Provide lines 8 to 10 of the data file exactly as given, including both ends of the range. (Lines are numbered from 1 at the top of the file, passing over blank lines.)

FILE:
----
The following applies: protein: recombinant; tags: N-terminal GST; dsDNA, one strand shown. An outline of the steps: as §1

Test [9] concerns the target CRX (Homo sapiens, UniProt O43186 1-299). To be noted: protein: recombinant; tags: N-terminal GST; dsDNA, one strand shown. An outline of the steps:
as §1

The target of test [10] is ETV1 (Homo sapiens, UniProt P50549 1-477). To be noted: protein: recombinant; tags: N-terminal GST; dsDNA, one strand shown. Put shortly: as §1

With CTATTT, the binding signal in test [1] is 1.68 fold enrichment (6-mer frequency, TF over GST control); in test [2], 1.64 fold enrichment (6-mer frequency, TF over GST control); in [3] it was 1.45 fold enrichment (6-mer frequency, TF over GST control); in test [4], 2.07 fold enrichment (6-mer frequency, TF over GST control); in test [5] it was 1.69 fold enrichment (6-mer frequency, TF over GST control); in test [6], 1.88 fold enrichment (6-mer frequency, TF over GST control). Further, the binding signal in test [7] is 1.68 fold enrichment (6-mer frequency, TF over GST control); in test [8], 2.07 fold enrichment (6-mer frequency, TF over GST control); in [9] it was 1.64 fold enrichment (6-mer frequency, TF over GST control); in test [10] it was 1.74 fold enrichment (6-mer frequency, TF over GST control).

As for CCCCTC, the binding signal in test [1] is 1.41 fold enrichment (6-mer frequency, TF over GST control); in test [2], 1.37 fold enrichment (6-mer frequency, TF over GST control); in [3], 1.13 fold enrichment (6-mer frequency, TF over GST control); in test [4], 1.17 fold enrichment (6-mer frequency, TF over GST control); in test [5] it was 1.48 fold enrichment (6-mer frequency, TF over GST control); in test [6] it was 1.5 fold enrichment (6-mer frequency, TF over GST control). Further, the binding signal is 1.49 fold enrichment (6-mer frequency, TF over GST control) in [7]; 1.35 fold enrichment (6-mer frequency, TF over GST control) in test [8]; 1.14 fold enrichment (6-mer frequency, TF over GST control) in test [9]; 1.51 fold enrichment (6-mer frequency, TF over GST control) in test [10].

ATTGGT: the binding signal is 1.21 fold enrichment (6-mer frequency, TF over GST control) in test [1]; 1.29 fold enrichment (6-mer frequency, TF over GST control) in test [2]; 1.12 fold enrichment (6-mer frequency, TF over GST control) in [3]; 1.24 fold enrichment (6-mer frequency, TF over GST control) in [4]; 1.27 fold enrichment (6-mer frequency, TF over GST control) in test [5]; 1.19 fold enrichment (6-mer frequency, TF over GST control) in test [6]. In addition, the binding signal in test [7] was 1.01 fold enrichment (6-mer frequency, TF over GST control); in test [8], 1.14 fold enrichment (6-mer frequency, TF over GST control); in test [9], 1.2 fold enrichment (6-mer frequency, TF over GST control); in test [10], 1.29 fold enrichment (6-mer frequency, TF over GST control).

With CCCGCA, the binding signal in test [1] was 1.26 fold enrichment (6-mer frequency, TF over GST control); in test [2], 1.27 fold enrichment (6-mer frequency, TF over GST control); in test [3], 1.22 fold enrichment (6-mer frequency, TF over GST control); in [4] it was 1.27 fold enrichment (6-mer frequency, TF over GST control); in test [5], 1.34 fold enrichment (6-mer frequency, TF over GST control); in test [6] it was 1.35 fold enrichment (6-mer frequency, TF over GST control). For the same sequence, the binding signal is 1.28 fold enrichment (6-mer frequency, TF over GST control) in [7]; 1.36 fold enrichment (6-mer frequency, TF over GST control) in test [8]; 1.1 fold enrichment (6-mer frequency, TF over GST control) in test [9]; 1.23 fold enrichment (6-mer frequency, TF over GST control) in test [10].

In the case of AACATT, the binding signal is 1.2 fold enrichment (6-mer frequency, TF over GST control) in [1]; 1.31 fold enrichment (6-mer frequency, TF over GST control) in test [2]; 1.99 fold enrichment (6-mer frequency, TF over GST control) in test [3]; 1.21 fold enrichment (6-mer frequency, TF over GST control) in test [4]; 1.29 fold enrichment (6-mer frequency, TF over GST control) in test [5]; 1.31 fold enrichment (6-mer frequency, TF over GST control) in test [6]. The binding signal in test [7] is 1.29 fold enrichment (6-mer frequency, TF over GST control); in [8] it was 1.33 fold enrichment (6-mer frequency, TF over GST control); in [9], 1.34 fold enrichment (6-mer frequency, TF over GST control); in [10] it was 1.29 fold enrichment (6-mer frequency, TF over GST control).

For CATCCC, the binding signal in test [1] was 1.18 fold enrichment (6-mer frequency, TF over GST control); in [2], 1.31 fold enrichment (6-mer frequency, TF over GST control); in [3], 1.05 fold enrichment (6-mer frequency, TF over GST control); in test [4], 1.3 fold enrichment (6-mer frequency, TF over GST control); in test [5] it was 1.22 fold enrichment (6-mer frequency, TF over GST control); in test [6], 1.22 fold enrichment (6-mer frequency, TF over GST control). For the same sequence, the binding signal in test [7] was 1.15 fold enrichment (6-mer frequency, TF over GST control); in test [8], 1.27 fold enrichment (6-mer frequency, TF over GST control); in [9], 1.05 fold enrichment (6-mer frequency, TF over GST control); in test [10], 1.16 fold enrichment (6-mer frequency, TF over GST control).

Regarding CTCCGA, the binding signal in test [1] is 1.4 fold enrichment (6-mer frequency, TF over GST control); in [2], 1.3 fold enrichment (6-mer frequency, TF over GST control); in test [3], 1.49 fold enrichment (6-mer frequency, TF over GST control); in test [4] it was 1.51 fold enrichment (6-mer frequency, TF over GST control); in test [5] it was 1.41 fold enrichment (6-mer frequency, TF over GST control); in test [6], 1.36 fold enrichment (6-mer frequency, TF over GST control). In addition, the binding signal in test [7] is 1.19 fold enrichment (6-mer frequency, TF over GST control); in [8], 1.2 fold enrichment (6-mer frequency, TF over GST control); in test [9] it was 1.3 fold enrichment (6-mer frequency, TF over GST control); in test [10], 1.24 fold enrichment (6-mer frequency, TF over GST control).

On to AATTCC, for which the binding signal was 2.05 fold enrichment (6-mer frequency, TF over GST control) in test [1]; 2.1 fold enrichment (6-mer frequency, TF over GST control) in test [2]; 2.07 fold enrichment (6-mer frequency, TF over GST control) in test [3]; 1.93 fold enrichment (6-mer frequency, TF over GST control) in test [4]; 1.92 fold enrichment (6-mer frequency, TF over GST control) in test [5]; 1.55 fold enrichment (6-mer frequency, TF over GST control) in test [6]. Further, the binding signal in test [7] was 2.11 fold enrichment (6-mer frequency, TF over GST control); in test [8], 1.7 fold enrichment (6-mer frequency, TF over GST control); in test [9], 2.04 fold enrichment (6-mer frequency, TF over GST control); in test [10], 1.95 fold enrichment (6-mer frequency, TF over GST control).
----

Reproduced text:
With CCCGCA, the binding signal in test [1] was 1.26 fold enrichment (6-mer frequency, TF over GST control); in test [2], 1.27 fold enrichment (6-mer frequency, TF over GST control); in test [3], 1.22 fold enrichment (6-mer frequency, TF over GST control); in [4] it was 1.27 fold enrichment (6-mer frequency, TF over GST control); in test [5], 1.34 fold enrichment (6-mer frequency, TF over GST control); in test [6] it was 1.35 fold enrichment (6-mer frequency, TF over GST control). For the same sequence, the binding signal is 1.28 fold enrichment (6-mer frequency, TF over GST control) in [7]; 1.36 fold enrichment (6-mer frequency, TF over GST control) in test [8]; 1.1 fold enrichment (6-mer frequency, TF over GST control) in test [9]; 1.23 fold enrichment (6-mer frequency, TF over GST control) in test [10].

In the case of AACATT, the binding signal is 1.2 fold enrichment (6-mer frequency, TF over GST control) in [1]; 1.31 fold enrichment (6-mer frequency, TF over GST control) in test [2]; 1.99 fold enrichment (6-mer frequency, TF over GST control) in test [3]; 1.21 fold enrichment (6-mer frequency, TF over GST control) in test [4]; 1.29 fold enrichment (6-mer frequency, TF over GST control) in test [5]; 1.31 fold enrichment (6-mer frequency, TF over GST control) in test [6]. The binding signal in test [7] is 1.29 fold enrichment (6-mer frequency, TF over GST control); in [8] it was 1.33 fold enrichment (6-mer frequency, TF over GST control); in [9], 1.34 fold enrichment (6-mer frequency, TF over GST control); in [10] it was 1.29 fold enrichment (6-mer frequency, TF over GST control).

For CATCCC, the binding signal in test [1] was 1.18 fold enrichment (6-mer frequency, TF over GST control); in [2], 1.31 fold enrichment (6-mer frequency, TF over GST control); in [3], 1.05 fold enrichment (6-mer frequency, TF over GST control); in test [4], 1.3 fold enrichment (6-mer frequency, TF over GST control); in test [5] it was 1.22 fold enrichment (6-mer frequency, TF over GST control); in test [6], 1.22 fold enrichment (6-mer frequency, TF over GST control). For the same sequence, the binding signal in test [7] was 1.15 fold enrichment (6-mer frequency, TF over GST control); in test [8], 1.27 fold enrichment (6-mer frequency, TF over GST control); in [9], 1.05 fold enrichment (6-mer frequency, TF over GST control); in test [10], 1.16 fold enrichment (6-mer frequency, TF over GST control).